The Oakdale Affair

By Edgar Rice Burroughs

Page 1

convenient little stairway which
had often let the Hon. Jonas Prim pass from his library to his second
floor bed-room unnoticed when Mrs. Prim chanced to be entertaining the
feminine elite of Oakdale across the hall. A convenient little stairway
for retiring husbands and diffident burglars--yes, indeed!

The darkness of the upper hallway offered no obstacle to this familiar
housebreaker. He passed the tempting luxury of Mrs. Prim's boudoir, the
chaste elegance of Jonas Prim's bed-room with all the possibilities of
forgotten wallets and negotiable papers, setting his course straight
for the apartments of Abigail Prim, the spinster daughter of the First
National Bank of Oakdale. Or should we utilize a more charitable and at
the same time more truthful word than spinster? I think we should, since
Abigail was but nineteen and quite human, despite her name.

Upon the dressing table of Abigail reposed much silver and gold and
ivory, wrought by clever artisans into articles of great beauty and some
utility; but with scarce a glance the burglar passed them by, directing
his course straight across the room to a small wall safe cleverly hidden
by a bit of tapestry.

How, Oh how, this suggestive familiarity with the innermost secrets of a
virgin's sacred apartments upon the part of one so obviously of the
male persuasion and, by his all too apparent calling, a denizen of that
underworld of which no Abigail should have intimate knowledge? Yet,
truly and with scarce a faint indication of groping, though the room was
dark, the marauder walked directly to the hidden safe, swung back the
tapestry in its frame, turned the knob of the combination and in a
moment opened the circular door of the strong box.

A fat roll of bills and a handful of jewelry he transferred to the
pockets of his coat. Some papers which his hand brushed within the safe
he pushed aside as though preadvised of their inutility to one of his
calling. Then he closed the safe door, closed the tapestry upon it and
turned toward a dainty dressing table. From a drawer in this exquisite
bit of Sheraton the burglar took a small, nickel plated automatic, which
he slipped into an inside breast pocket of his coat, nor did he touch
another article therein or thereon, nor hesitate an instant in the
selection of the drawer to be rifled. His knowledge of the apartment of
the daughter of the house of Prim was little short of uncanny. Doubtless
the fellow was some plumber's apprentice who had made good use of an
opportunity to study the lay of the land against a

Last Page Next Page

Text Comparison with The Outlaw of Torn

Page 1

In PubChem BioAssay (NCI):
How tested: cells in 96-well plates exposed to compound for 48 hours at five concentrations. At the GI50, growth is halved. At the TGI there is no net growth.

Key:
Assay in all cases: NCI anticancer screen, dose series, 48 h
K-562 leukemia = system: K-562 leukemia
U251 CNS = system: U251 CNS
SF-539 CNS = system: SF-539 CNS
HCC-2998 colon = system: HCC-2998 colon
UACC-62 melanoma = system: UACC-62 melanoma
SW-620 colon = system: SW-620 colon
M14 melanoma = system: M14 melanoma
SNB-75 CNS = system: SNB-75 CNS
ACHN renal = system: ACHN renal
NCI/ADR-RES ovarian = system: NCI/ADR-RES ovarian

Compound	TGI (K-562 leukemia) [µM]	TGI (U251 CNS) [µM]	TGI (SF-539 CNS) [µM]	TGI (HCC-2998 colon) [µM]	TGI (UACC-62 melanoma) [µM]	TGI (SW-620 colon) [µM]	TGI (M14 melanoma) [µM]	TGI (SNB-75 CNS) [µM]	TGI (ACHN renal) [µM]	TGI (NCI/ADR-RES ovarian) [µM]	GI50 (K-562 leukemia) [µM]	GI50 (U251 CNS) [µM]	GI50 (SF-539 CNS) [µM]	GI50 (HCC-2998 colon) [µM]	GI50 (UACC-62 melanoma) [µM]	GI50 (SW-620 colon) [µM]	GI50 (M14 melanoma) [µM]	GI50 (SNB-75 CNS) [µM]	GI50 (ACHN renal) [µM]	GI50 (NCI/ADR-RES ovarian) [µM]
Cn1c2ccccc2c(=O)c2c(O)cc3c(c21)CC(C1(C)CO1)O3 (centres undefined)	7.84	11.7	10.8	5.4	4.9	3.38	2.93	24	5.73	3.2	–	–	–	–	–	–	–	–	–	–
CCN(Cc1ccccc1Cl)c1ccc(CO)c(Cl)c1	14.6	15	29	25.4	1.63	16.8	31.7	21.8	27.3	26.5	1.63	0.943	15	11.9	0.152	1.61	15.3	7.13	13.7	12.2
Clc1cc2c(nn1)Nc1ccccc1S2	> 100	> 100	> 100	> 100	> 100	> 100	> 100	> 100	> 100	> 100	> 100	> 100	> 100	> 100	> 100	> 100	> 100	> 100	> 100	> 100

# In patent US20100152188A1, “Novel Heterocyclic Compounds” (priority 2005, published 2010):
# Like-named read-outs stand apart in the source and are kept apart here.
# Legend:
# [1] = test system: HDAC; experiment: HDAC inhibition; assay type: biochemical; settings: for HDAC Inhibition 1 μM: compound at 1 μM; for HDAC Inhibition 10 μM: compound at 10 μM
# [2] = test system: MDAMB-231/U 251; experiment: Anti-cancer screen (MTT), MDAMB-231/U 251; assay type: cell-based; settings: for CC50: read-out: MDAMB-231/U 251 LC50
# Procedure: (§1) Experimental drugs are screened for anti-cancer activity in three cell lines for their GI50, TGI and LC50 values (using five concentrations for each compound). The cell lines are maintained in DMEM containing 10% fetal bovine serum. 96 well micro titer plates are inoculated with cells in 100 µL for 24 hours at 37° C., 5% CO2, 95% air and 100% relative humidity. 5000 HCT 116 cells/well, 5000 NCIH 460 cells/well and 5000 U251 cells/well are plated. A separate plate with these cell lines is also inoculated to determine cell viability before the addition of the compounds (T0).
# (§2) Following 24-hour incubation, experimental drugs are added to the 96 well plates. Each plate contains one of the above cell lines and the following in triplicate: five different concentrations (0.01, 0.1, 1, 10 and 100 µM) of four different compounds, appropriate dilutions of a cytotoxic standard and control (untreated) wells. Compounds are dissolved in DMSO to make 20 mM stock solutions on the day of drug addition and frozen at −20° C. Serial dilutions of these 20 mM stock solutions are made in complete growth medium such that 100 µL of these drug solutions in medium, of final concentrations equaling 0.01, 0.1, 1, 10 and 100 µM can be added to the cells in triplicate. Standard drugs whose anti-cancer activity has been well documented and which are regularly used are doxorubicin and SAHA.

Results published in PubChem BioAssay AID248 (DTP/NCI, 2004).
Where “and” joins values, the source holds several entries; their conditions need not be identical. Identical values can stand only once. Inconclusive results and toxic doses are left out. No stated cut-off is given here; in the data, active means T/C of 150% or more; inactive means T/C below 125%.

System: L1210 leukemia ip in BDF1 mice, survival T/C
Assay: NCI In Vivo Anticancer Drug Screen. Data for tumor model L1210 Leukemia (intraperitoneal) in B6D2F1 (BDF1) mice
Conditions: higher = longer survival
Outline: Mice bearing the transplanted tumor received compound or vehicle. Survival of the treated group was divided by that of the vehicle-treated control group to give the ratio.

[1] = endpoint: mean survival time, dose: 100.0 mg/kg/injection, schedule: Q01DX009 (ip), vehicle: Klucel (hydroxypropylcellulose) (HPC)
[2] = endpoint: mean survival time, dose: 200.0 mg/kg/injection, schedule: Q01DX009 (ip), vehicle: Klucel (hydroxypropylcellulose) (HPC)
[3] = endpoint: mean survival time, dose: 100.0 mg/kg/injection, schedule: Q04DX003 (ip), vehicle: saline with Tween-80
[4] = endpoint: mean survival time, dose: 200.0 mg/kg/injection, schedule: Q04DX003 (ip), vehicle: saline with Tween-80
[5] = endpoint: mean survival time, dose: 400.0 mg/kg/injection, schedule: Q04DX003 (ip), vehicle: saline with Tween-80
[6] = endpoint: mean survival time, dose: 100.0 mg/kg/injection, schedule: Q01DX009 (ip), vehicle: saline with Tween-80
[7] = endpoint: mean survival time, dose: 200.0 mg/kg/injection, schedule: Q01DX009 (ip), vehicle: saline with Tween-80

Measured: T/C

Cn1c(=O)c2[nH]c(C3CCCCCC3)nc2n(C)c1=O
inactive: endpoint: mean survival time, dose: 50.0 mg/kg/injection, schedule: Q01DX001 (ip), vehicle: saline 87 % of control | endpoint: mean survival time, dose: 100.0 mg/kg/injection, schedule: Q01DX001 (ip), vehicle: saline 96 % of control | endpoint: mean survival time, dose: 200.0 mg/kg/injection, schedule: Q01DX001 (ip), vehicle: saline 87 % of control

As the arras fell behind the departing King, De Montfort shrugged his broad shoulders, and turning, left the apartment by another door.
Page 3
If possible, he would harm the whole of England if he could, but he would bide his time.
Page 10
Relocking the gate the two strolled arm in arm to the little bower which was their trysting place.
Page 26
" The old man, growing uneasy at the turn the conversation threatened, sent the youth from the room on some pretext, and himself left to prepare supper.
Page 33
But Norman of Torn saw red when he fought and the red lured him ever on into the thickest of the fray.
Page 36
" As the old man walked away toward the great gate.
Page 40
So, as Norman of Torn rode down from his mighty castle to visit Father Claude, the sunlight playing on his clanking armor and glancing from the copper boss of his shield, the sight of a little group of woodmen kneeling uncovered by the roadside as he passed was not so remarkable after all.
Page 43
The three knights were now fairly upon him, and with fine disregard for fair play, charged with couched spears the unarmored man on foot.
Page 50
" "Tut, tut, Father," replied Red Shandy.
Page 51
"Yes, Father," laughed the great fellow, "for the sake of Holy Church, I did indeed confiscate that temptation completely, and if you must needs have proof in order to absolve me from my sins, come with me now and you shall sample the excellent discrimination which the Bishop of Norwich displays in the selection of his temptations.
Page 59
That such an eventuality threatened, he knew from one Spizo the Spaniard, the single traitor in the service of Norman of Torn, whose mean aid the little grim, gray man had purchased since many months to spy upon the comings and goings of the great outlaw.
Page 66
"Admit them, Shandy," commanded Norman of Torn, "I will speak with them here.
Page 71
It must be he, and yet Roger de Conde had spoken no English while this man spoke it well, though, it was true, with a slight French accent.
Page 75
I give not my hand except in friendship, and not for a passing moment; but for life.
Page 94
Slowly and feebly he raised it high above the back of the man on top of him; with a last supreme effort he drove the point downward, but ere it reached its goal, there was a sharp snapping sound as of a broken bone, the dagger fell harmlessly from his dead hand, and his head rolled backward upon his broken neck.
Page 108
The camp, in the throes of packing refractory, half broken sumpter animals, and saddling their own wild mounts, did not notice his departure.
Page 109
Their eyes met, and the man saw, in that brief instant, deep in the azure depths of the girl's that which tumbled the structure of his new-found complacency about his ears.
Page 135
To Norman of Torn, from his friend always, Bertrade de Montfort.
Page 143
The old man saw it.
Page 149
" walls.